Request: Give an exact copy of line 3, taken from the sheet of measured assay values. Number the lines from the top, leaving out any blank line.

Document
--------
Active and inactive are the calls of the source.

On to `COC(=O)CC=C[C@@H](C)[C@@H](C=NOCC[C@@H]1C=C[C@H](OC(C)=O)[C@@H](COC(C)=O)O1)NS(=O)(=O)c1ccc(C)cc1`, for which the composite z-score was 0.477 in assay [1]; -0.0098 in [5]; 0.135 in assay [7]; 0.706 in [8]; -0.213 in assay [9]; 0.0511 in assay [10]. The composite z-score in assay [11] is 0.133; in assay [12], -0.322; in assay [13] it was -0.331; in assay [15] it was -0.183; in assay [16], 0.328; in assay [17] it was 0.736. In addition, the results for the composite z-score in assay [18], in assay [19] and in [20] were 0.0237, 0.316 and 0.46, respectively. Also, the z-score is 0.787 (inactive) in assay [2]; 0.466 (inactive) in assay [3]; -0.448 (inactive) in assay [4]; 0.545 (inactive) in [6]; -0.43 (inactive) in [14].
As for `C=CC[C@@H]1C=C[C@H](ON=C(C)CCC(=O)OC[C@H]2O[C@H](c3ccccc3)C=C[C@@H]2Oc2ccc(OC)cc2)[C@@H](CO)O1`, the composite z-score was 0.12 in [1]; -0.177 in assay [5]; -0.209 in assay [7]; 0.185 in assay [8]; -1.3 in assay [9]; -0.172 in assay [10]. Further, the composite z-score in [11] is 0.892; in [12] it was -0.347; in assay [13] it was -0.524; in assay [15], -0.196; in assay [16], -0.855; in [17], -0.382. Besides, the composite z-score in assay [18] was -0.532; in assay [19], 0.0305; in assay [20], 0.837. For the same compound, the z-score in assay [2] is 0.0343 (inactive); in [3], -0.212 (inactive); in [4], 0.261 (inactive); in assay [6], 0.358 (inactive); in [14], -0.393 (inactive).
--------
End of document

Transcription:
As for `C=CC[C@@H]1C=C[C@H](ON=C(C)CCC(=O)OC[C@H]2O[C@H](c3ccccc3)C=C[C@@H]2Oc2ccc(OC)cc2)[C@@H](CO)O1`, the composite z-score was 0.12 in [1]; -0.177 in assay [5]; -0.209 in assay [7]; 0.185 in assay [8]; -1.3 in assay [9]; -0.172 in assay [10]. Further, the composite z-score in [11] is 0.892; in [12] it was -0.347; in assay [13] it was -0.524; in assay [15], -0.196; in assay [16], -0.855; in [17], -0.382. Besides, the composite z-score in assay [18] was -0.532; in assay [19], 0.0305; in assay [20], 0.837. For the same compound, the z-score in assay [2] is 0.0343 (inactive); in [3], -0.212 (inactive); in [4], 0.261 (inactive); in assay [6], 0.358 (inactive); in [14], -0.393 (inactive).